The Spoils of Victory
“McNeil head coach Karry Easley said a veteran coach told him once that there was ‘high cotton basketball in south Arkansas. I picked a lot of cotton in my days and I knew what he was about. I don't take anything away from the rest of the state, but there’s a different level of basketball down here.’” -- Chris Gilliam, Magnolia (AR) Banner News, March 12, 2004
In Waldo they started young, with pick-up games on the outdoor court near the wooden building that housed first grade classes. Kids, mostly black, often in street clothes, yelled and dribbled and shot. The chain nets rang whenever a ball dropped through. From the second-floor classroom of the 1925-vintage brick schoolhouse where he taught science, Joe Bridges watched the action through a large window. As coach of the high school boys, he was trying to see into his own future. How did the up-and-coming talent look?
The son of one basketball coach and sibling of two others, Bridges had come to Waldo in 1982 out of college, fresh-faced and dark-haired, to be the girls coach. In the years since he’d seen enough athletic talent to know what it looked like. Nurtured right, he knew its power to transform the lives of kids growing up poor. One of his players, Sytia Messer, had gone on to lead the Arkansas Razorbacks to a women’s final four. After that she’d coached at Georgia Tech and Baylor.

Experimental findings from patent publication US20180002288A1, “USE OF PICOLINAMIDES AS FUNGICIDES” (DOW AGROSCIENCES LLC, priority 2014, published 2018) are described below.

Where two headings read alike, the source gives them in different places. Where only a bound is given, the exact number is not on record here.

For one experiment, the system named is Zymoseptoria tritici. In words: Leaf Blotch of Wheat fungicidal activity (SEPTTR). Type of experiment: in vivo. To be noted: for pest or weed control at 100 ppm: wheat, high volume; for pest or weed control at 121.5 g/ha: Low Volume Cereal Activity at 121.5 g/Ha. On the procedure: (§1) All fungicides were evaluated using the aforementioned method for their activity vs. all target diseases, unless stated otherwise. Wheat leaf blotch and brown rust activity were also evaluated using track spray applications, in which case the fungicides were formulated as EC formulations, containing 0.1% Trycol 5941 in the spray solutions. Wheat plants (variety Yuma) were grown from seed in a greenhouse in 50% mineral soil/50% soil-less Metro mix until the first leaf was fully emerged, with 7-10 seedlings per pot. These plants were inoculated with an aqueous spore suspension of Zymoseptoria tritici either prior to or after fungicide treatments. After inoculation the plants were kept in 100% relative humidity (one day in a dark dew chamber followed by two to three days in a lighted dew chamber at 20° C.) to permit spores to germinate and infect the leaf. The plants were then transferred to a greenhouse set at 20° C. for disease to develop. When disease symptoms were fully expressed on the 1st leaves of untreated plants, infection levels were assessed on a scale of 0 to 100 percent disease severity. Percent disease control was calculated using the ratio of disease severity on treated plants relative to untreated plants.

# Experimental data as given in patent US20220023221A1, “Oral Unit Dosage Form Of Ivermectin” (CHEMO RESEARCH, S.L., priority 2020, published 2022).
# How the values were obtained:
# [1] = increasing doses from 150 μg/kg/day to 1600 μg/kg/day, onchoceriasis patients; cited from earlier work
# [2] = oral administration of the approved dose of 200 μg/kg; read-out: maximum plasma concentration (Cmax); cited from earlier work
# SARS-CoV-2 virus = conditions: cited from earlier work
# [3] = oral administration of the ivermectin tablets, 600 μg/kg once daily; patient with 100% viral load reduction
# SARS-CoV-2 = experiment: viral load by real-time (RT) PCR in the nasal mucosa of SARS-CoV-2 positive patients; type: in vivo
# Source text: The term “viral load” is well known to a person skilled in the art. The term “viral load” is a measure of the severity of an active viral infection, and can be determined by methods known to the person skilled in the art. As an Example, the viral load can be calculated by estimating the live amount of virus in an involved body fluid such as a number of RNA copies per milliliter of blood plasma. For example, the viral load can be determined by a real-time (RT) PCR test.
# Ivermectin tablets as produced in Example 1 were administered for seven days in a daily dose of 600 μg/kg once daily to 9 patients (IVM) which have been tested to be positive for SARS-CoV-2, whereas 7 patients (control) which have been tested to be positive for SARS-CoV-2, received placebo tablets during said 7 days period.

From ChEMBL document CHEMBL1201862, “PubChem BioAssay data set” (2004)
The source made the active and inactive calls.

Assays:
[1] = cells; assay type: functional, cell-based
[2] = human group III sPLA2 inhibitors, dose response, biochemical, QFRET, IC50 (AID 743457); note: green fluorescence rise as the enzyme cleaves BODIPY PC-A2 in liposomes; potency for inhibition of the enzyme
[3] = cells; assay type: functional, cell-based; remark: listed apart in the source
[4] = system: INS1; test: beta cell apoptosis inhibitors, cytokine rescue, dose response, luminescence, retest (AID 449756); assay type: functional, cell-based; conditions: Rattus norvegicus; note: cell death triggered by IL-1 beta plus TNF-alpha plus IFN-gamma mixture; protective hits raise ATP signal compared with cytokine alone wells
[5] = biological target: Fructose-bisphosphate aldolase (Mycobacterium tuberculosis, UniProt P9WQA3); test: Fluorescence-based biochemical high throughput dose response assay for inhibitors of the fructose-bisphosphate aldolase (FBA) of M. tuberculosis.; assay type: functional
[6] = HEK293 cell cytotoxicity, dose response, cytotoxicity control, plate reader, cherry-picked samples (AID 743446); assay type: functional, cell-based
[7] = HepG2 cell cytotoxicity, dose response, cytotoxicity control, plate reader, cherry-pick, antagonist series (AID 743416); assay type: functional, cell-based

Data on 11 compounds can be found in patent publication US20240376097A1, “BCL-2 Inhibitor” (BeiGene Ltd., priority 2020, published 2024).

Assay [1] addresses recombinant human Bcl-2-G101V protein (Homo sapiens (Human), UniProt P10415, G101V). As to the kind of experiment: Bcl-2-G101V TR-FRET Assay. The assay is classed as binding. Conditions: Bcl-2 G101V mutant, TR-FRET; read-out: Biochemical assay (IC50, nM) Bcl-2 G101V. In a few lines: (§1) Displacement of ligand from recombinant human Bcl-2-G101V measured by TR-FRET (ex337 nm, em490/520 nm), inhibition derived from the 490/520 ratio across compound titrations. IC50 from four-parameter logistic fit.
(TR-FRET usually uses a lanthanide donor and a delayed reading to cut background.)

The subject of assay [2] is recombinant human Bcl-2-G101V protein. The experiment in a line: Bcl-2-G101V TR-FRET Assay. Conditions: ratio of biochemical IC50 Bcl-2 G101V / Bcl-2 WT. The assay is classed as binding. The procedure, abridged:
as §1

Basketball talent was one thing the rural community of Waldo could still produce. It was a situation Coach Bridges liked fine. Truth be told, he wasn’t much interested in climbing the ladder to the bigger schools. He’d seen enough of that sitting in the stands as a kid in places like Pine Bluff, watching his father’s teams, hearing the comments of parents who thought they could out-coach his dad. In Waldo, though his skin color may have been different than most of the players, most of the students even, people let him do his job.
But if Coach Bridges had really been able to look through that classroom window and see the future, he’d have known that none of those boys tussling on the court below would ever play for him. He’d have seen the gym where his teams ran up and down the floor become a field where goldenrod grew. He’d have seen the building he stood in consumed by fire, the low-slung high school next door half demolished. He’d have known that in only two years Waldo schools would no longer exist.
Full story in May 11, 2017 Magnolia Banner News